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Korean J Urol. 2011 Oct;52(10):703-8. doi: 10.4111/kju.2011.52.10.703. Epub 2011 Oct 19.

The prevalence and clinical significance of urethritis and cervicitis in asymptomatic people by use of multiplex polymerase chain reaction.

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1
Department of Urology, Uijeongbu St. Mary's Hospital, The Catholic University of Korea College of Medicine, Uijeongbu, Korea.

Abstract

PURPOSE:

Our purpose was to conduct a screening test for urethritis or cervicitis as a sexually transmitted disease (STD) by using multiplex polymerase chain reaction(PCR) and to determine the prevalence of Chlamydia trachomatis, Neisseria gonorrhoeae, Mycoplasma genitalium, Ureaplasma urealyticum, Mycoplasma hominis, and Trichomonas vaginalis in asymptomatic people.

MATERIALS AND METHODS:

From July 2010 to December 2010, 709 persons who came to the hospital for a general checkup were tested. Multiplex PCR assays were done with first voided urine samples or endocervical swabs by use of the Seeplex® STD6 ACE Detection kit.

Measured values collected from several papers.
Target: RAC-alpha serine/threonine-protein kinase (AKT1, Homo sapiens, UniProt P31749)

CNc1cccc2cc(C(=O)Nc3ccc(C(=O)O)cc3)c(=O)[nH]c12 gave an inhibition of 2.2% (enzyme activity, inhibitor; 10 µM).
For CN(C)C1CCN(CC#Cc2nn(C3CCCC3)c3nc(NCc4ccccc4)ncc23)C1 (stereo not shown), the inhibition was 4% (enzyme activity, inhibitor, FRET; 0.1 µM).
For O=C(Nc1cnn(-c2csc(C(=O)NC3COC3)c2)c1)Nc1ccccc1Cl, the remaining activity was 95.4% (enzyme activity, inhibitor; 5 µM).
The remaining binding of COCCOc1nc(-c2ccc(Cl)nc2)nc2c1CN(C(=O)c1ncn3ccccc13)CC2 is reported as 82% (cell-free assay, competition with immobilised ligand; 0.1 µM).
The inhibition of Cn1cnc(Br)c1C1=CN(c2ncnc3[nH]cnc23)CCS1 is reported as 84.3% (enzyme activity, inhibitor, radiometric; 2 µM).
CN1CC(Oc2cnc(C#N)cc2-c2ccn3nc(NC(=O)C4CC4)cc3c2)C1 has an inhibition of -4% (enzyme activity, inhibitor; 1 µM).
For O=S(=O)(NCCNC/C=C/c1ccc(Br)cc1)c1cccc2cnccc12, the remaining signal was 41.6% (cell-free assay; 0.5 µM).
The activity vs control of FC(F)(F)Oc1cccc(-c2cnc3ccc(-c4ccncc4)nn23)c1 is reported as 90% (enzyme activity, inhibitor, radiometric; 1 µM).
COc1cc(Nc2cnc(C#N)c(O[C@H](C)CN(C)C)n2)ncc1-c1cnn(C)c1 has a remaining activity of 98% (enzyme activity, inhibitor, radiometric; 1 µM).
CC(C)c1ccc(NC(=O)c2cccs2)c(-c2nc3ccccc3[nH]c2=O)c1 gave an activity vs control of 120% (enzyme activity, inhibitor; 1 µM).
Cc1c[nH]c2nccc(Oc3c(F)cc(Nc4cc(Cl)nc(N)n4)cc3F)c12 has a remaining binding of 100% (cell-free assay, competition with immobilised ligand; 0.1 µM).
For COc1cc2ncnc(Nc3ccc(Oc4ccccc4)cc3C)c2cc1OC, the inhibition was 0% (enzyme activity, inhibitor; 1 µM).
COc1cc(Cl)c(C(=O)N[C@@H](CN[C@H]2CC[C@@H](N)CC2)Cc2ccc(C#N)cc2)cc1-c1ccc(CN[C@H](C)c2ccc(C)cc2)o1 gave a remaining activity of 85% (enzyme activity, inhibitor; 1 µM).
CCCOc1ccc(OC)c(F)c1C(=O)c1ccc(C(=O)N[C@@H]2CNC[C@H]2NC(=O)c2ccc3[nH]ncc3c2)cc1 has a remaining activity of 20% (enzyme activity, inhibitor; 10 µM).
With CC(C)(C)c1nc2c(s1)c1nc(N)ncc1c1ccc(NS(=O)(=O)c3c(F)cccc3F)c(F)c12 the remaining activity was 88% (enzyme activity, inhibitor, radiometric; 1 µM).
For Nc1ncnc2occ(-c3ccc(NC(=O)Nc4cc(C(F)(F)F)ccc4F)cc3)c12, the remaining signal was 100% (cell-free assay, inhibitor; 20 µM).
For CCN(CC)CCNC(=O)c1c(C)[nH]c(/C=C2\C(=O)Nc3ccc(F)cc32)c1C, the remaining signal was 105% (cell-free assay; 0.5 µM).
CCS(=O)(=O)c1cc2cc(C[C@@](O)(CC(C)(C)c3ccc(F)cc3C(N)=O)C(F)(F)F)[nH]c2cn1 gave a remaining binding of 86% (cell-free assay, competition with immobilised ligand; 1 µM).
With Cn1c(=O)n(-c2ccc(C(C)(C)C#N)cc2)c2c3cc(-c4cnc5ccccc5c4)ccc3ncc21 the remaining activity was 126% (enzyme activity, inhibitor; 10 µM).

RESULTS:

The mean age in this study was 45.4┬▒8.1 years. Among the 709 persons, 229 (32.3%) had a positive result for at least one microorganism, 48 (6.8%) had two different species, 6 (0.8%) had three different species, and 1 person had four different species. The overall prevalence of asymptomatic STDs such as urethritis or cervicitis was 7.1% (50/709). The prevalence rates of chlamydia trachomatis, Neisseria gonorrhoeae, Mycoplasma genitalium, Ureaplasma urealyticum, Mycoplasma hominis, and Trichomonas vaginalis infection in asymptomatic persons were 5.6% (40/709), 0.4% (3/709), 0.3% (2/709), 22.1% (157/709), 11.6% (82/709), and 1.1% (8/709), respectively.

CONCLUSIONS:

With only a single sample, we could identify the prevalence rates of six microorganisms and the overall proportion of urethritis or cervicitis in asymptomatic people. This proportion cannot be neglected; therefore, screening tests for sexually transmitted diseases such as urethritis or ervicitis should be recommended to asymptomatic people.

KEYWORDS:

Chlamydia; Mycoplasma; Polymerase chain reaction; Sexually transmitted diseases; Ureaplasma

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